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This week might actually have been the craziest week in the market I’ve ever seen. It was a losing week for the S&P despite a 2.6% gain on Thursday after the CPI report.
Investors may be inclined to think that the CPI report was good on account of the Thursday rally, but the report was far from good. Total CPI was up 8.2% year over year versus 8.3% reported last month. Core CPI, which excludes food and energy, was up 6.6% versus 6.3%. This is the highest level of core CPI since August of 1982.
Initially, the markets reacted appropriately with a low opening (the S&P hit a new low for the year here), Treasury yields shot higher, and the USD Index jumped Thursday morning. That move lower coincidentally was also a 50% retracement of the pandemic rally. This technical indicator ignited a rebounding effort that was intensified by short-covering activity and huge buy-volumes from algorithms.
This became a huge rebound and extended outside of our market. The UK gilt market rallied on reports that the Prime Minister could scale back their fiscal stimulus plan.
The Dow swung 1,507 points from its intraday low to its intraday high on Thursday, the S&P swung almost 200 points, and the NASDAQ swung just over 600 points. Huge moves, but there was no follow through on Friday.
The S&P briefly pushed higher on Friday before falling hard. Gilt yields rose on worries about the state of the market now that the Bank of England has pulled its emergency liquidity report, the 10 years note yield hit 4%, and people woke up to the fact that the Thursday rally had no substance.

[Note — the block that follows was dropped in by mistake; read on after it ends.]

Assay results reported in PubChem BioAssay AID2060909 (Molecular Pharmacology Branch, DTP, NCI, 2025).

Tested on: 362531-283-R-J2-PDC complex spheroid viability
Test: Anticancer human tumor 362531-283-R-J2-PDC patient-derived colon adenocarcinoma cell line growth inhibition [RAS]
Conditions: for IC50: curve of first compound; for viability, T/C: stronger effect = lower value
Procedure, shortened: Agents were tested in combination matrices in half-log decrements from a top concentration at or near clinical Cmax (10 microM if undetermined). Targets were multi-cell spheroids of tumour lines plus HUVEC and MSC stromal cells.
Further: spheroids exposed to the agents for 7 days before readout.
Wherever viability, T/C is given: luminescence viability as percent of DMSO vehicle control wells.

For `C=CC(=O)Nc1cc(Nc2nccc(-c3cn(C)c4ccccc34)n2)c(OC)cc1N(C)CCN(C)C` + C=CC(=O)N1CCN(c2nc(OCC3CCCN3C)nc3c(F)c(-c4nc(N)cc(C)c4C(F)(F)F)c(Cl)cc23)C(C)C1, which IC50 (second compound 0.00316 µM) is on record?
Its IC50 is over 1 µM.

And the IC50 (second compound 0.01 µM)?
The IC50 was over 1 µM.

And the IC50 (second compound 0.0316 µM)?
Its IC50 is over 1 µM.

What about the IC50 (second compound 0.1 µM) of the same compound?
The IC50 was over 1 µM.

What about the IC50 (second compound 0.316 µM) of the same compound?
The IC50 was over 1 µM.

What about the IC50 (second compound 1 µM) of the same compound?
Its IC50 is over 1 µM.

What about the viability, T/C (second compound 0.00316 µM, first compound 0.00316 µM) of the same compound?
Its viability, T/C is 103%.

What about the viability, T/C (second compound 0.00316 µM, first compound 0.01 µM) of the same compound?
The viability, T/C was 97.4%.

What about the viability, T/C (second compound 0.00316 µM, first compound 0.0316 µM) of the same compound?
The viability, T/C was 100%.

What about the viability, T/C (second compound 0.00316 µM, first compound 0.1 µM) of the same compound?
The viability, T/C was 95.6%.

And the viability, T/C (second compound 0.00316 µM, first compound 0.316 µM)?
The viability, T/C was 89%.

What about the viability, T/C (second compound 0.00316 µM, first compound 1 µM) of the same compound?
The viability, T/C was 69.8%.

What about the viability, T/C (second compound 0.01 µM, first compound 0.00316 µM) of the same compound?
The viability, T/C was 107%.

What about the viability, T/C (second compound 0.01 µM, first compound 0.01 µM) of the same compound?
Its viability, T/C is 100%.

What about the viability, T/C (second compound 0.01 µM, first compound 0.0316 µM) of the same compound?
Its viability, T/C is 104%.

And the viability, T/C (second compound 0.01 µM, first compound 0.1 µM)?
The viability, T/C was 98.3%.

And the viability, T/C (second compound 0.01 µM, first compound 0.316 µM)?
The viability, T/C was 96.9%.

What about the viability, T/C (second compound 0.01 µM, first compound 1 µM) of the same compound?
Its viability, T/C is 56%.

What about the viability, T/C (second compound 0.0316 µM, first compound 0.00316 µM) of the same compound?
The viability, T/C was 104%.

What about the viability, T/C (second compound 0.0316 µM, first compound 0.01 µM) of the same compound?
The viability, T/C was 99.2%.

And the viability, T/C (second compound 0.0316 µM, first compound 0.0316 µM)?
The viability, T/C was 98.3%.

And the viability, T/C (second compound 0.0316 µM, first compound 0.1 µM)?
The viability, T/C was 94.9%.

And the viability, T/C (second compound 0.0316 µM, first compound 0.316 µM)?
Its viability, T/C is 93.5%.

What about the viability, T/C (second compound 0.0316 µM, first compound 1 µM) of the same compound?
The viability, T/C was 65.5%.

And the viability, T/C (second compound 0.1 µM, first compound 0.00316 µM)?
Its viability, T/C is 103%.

$JPM, $UNH, $WFC, and $C had some better-than-expected earnings on Friday which provided some support that day. But selling pressure from the 10-year note yield touching 4% proved too much.
Then, to add to the selling pressure, the Index of Consumer Sentiment report showed an increase in 1 year and 5 year inflation expectations, serving as a reminder that the market got carried away with the CPI rally on Thursday.
The sell off on Friday showed very little buying interest from investors. The same can be said of the retail shoppers in September based on the release of that report.
Total retail sales were flat for the month. Sales, excluding autos, were up only 0.1%. These figures are not adjusted for inflation. The uninspiring retail numbers for September suggest that consumers were watching their spending.
The new for this week was definitely loaded on the back end. One noteworthy item from the early week was talk from JPMorgan Chase CEO Jamie Dimon. On Monday, he stated that he thinks the economy will be in a recession in 6-9 months and that the market could fall another 20% if there is something like a hard landing.
Other new items came from the IMF who cut their global growth forecast by 0.2% to 2.7%. Reports showed that new restrictions were being put in place in Chinese cities for rising COVID cases and President Biden claims consequences for Saudi Arabia agreeing to cut oil production. Russia also increased air attacks on Ukraine cities.
The markets were hit this week with consumer discretionary, IT, utilities, and real estate being hit the hardest. Semiconductors were hit the hardest of all with many semi-indexes falling more than 8% this week. Consumer staples, health care, and financials were only sectors to come out ahead this week.
As I said last week, be ready for more losses in the long term! The Fed can still mess this up, if they stay too aggressive and miss the window to cool, pushing us into a recession. Jamie Dimon’s talk only served to reinforce my opinions which I have been stressing on here for weeks!
Next week has nothing of great importance on the economic calendar for the US, but lots to watch abroad which could have a small impact on our markets.
Next week I am thinking we see some more red, but not a huge amount, as investors continue their reality check with the fact that the CPI release was far from great.
This week was so volatile that I didn’t make too many buys, only Activision and my automatic adds, you can read about the portfolio here. Use that update to help you put together a shopping list of some solid dividend stocks to pick up for the long term.